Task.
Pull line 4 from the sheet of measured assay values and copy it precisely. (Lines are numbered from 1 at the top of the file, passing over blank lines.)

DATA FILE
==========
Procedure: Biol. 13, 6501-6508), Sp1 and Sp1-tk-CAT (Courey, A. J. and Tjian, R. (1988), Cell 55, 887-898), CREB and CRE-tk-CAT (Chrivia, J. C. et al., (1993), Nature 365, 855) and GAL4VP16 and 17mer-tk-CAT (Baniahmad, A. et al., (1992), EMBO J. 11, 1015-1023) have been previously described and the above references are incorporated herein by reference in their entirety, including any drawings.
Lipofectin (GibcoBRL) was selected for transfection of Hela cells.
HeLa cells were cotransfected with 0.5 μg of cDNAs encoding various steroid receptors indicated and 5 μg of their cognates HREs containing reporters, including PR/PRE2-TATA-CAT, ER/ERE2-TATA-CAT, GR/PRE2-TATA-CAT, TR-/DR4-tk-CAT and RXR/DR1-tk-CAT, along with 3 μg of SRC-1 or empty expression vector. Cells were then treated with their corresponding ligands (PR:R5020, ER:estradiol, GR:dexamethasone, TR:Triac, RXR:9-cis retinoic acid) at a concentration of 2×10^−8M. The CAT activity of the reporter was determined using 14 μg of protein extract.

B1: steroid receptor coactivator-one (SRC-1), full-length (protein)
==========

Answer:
B1: steroid receptor coactivator-one (SRC-1), full-length (protein)